The lawsuit gives graphic details about several sexual encounters between Neal and Jane Doe. When later asked about the events, Jane Doe made it clear their relationship was consensual, the lawsuit said.

    If it's true the sex was consensual, the lawsuit might finally be the tipping point that gets universities to stop these ridiculous and  unfair rulings.  

    comment in reply to this (5.00 / 1) (#15)
    by Jeralyn on Wed Apr 27, 2016 at 10:45:05 PM EST
    deleted for personal attack on commenter. Donald, please refrain from insulting people because of what they choose to write about. It's an open thread and all topics are welcome. It's not your place to stifle discussion here by attacking someone's character because they choose to write about a certain topic.

    re: America First (none / 0) (#11)
    by linea on Wed Apr 27, 2016 at 08:28:08 PM EST
    i heard a bit of the Trump's speech on NPR in the car driving home too.  they didn't seem to say anything negative about it.

    i read the article you linked to.  isn't Trump's version of America First more about the economy? the bit they played on the radio today was all about protecting anerican workers.

    doesn't seem like he is isolationist in a anti-military sense like Charles Lindberg. seems more like Trump is kinda Buchanan paleo-condervative maybe?


    I would say he's (none / 0) (#12)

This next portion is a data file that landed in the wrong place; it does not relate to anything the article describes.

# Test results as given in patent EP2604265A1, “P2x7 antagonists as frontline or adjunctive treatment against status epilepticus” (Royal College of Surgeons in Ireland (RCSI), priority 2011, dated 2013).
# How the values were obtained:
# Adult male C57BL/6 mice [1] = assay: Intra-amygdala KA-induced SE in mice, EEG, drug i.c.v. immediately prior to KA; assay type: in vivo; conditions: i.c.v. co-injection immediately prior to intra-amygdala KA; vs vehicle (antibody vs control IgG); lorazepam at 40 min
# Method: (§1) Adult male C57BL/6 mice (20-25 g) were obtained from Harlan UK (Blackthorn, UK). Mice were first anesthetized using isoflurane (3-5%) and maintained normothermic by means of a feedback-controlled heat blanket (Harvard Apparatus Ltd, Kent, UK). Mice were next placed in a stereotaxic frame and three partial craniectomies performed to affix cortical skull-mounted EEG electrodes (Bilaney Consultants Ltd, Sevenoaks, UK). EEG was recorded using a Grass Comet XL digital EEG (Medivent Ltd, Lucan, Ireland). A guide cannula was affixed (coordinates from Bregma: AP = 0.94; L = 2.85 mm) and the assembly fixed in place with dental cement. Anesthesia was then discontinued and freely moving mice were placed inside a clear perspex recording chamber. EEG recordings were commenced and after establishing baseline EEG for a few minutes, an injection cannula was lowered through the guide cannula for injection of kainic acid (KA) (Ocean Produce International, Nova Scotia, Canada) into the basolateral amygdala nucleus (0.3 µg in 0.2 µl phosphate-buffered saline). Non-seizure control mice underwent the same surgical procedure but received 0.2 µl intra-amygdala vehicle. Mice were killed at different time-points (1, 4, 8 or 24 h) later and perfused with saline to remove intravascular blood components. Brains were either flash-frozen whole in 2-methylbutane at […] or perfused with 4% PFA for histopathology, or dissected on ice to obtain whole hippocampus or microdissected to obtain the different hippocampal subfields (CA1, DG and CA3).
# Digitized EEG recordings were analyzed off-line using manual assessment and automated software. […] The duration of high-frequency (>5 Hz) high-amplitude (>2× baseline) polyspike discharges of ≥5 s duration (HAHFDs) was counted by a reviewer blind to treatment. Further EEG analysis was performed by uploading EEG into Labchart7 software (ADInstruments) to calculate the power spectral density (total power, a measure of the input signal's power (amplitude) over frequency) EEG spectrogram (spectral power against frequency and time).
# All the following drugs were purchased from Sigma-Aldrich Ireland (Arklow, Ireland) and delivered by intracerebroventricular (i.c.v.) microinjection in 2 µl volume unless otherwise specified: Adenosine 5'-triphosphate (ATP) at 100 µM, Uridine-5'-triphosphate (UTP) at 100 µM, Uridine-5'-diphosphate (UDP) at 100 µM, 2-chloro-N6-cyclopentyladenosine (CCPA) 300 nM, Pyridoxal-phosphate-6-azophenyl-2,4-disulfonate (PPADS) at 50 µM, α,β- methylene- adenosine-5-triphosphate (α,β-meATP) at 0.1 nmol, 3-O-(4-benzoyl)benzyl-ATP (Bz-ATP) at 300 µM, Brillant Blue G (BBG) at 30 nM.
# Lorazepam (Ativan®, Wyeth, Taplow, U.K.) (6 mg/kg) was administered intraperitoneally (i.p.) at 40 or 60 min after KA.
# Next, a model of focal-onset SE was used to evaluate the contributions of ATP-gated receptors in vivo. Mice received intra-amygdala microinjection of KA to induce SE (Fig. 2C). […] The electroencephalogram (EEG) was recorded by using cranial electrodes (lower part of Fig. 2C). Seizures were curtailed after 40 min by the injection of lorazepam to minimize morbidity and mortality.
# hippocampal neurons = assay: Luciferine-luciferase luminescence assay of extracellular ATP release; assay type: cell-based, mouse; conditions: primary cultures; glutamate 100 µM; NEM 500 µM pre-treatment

by Ga6thDem on Wed Apr 27, 2016 at 08:47:44 PM EST
    a lot like Pat Buchanan with some bircher thrown in for good measure. I mean Trump wants to pull out of NATO. That sounds pretty bircher to me.

    As Dennis Hastert is sentenced to prison, ... (none / 0) (#14)
    by Donald from Hawaii on Wed Apr 27, 2016 at 10:06:35 PM EST
    ... digby places the admitted transgressions of this serial molester of teenaged boys in much-needed proper perspective:

    "The Clinton impeachment was one of the most blatant acts of political opportunism this country has ever seen. And the public knew it at the time. But we had no idea of the scale of the hypocrisy. To make an actual sexual predator the Speaker of the House in the wake of all that moralizing is beyond Shakespearean. It's Game of Thrones."


    Game of Thrones over Shakespeare? (none / 0) (#37)
    by Mr Natural on Thu Apr 28, 2016 at 11:43:02 AM EST
    Digby's been watching too much television.

    I dunno (none / 0) (#38)
    by CaptHowdy on Thu Apr 28, 2016 at 11:45:58 AM EST
    He did sponsor a life without parole law for repeat sexual offenders.